The hit movie “Gravity,” which stars Sandra Bullock and George Clooney as two astronauts in trouble after a Russian satellite explodes, has already gotten pundits leaping to their keyboards to try to wrest out some greater meaning. A case in point is an October 11, 2013 Washington Post piece by David Ignatius.
“Movies have a way of distilling moments in our culture, and ‘Gravity’ may be the defining film for the lost-in-space year of 2013: Nothing works. Our political system is clogged with debris. We can’t read the instruction manuals for rescue craft because they’re in Chinese. If we think help is on the way, we’re probably hallucinating because of oxygen deprivation.”
It’s a common trope that lazy writers sometimes use to try to tie popular culture with politics. One could have shoehorned any movie, say the new Tom Hanks movie “Captain Phillips” to craziness happening in the Middle East (as if there hasn’t always been craziness in the Middle East.)
Ignatius goes off the rails, though, with this statement:
“The world of 2013 is different: We don’t even attempt manned space programs anymore. They are too expensive, and what’s the point? Thank goodness for the plucky little Voyager I probe, which has just left the solar system, 36 years after it was launched, carrying sounds of Earth, including a baby crying, a whale’s song and Chuck Berry’s ‘Johnny B. Goode.’”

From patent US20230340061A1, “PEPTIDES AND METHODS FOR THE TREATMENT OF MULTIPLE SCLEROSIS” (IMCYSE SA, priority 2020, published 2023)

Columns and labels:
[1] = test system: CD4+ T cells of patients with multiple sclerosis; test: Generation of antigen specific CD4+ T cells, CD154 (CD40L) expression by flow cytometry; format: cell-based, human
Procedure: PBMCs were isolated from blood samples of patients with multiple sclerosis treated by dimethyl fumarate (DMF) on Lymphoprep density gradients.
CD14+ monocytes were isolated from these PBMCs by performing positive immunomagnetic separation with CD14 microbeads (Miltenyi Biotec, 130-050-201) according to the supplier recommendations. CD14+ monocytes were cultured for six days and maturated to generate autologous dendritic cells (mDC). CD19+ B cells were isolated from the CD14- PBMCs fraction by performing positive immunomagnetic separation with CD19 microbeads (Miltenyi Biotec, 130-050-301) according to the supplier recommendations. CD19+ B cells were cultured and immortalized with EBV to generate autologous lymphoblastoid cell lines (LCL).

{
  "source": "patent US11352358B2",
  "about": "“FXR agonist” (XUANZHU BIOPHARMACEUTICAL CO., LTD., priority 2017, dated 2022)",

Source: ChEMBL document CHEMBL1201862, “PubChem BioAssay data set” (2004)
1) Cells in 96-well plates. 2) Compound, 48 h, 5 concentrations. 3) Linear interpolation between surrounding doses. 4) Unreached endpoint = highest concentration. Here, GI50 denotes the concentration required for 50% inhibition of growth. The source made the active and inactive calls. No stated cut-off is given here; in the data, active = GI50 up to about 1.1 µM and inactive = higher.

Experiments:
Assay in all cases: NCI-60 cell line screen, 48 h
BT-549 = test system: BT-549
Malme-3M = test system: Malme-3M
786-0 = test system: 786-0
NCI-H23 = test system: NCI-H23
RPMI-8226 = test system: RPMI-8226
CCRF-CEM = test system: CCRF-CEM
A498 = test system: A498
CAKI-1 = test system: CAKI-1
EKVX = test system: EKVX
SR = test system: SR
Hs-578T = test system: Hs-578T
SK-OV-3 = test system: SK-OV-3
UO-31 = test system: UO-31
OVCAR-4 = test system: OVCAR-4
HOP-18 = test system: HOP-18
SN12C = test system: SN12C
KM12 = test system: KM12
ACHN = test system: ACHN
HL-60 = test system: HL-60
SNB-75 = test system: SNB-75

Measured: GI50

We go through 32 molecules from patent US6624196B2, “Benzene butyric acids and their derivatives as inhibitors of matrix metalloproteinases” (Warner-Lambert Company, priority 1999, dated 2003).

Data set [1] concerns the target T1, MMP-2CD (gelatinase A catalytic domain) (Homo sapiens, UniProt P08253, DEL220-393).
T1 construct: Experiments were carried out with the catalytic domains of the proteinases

With the glaring exceptions of the International Space Station, the Orion and Space Launch System projects, and the commercial crew effort, Ignatius is certainly correct, which is to say he is dead wrong. It is a commentary on the state of journalism in 21st Century America that an opinion columnist for a major newspaper can so be unaware about the American space program. Not that NASA doesn’t have problems, mind, but we are actually attempting and carrying out manned space programs.
Ignatius is closer to the truth when he states this.
“The only aggressive space program these days, not surprisingly, is China’s. The Chinese plan to launch this year a lunar rover, called Chang’e 3, that would be the first spacecraft to make a soft landing on the moon’s surface in 37 years. The Chinese are planning a manned mission to the moon sometime after 2020 and, subsequently, to Mars. The United States has abandoned that dream.”
Ignatius is partly wrong here as well. Officially NASA proposes to send expeditions to asteroids in the 2020s and then Mars in 2030. But he is correct that a return to the moon was cancelled. He does not mention, conspicuously, that the decision was taken by a president he supports, Barack Obama and that Congress has been fighting with him over that decision ever since.